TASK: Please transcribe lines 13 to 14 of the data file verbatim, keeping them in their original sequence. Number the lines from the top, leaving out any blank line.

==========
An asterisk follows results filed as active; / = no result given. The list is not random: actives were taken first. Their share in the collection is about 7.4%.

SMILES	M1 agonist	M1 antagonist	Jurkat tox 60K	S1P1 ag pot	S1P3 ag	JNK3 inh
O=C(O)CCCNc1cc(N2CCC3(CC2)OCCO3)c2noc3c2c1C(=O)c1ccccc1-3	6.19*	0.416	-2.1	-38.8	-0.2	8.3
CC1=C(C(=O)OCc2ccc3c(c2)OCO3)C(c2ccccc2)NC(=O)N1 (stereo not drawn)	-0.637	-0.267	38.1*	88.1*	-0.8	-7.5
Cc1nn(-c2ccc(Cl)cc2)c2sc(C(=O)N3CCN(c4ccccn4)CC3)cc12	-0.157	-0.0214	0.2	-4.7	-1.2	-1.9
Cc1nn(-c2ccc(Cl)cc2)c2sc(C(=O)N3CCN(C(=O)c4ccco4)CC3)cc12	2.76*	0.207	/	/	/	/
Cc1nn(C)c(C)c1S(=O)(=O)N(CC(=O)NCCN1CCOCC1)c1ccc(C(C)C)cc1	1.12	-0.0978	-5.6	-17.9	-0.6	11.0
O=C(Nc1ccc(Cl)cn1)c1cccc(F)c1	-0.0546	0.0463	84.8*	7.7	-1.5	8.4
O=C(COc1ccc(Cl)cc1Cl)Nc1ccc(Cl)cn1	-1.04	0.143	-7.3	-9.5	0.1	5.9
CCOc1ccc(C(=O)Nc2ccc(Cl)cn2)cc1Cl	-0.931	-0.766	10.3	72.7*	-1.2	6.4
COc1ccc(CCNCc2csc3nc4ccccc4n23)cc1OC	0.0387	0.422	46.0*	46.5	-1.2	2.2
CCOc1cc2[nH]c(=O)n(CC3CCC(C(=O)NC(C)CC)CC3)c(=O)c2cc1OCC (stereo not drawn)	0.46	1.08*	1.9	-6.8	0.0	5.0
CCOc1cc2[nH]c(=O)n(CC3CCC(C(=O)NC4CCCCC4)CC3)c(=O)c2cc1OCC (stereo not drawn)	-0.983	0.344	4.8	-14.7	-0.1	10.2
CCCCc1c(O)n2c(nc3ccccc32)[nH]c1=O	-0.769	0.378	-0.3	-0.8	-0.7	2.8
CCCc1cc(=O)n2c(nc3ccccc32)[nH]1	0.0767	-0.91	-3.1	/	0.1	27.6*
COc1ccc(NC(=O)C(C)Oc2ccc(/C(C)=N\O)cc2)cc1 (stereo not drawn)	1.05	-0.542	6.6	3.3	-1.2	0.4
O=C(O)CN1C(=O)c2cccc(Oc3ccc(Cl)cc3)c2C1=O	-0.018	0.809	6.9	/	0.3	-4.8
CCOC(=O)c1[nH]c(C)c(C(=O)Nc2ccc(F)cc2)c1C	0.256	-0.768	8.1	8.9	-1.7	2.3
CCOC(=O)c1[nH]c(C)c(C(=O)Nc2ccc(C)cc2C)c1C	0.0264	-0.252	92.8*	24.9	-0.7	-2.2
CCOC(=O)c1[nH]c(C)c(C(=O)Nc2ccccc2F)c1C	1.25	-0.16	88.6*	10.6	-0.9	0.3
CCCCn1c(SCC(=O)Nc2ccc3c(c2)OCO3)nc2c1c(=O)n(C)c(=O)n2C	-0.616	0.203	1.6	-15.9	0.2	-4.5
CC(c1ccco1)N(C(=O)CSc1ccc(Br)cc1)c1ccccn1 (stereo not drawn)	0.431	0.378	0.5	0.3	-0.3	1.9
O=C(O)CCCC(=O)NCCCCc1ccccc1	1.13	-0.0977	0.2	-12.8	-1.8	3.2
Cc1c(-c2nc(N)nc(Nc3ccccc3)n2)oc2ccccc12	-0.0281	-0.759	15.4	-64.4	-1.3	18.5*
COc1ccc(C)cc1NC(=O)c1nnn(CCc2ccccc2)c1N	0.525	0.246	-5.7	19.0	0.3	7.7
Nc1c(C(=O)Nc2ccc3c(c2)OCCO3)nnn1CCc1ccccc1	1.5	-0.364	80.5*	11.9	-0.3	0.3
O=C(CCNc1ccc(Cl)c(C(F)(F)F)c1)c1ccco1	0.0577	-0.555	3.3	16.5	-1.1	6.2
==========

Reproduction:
CCOc1cc2[nH]c(=O)n(CC3CCC(C(=O)NC4CCCCC4)CC3)c(=O)c2cc1OCC (stereo not drawn)	-0.983	0.344	4.8	-14.7	-0.1	10.2
CCCCc1c(O)n2c(nc3ccccc32)[nH]c1=O	-0.769	0.378	-0.3	-0.8	-0.7	2.8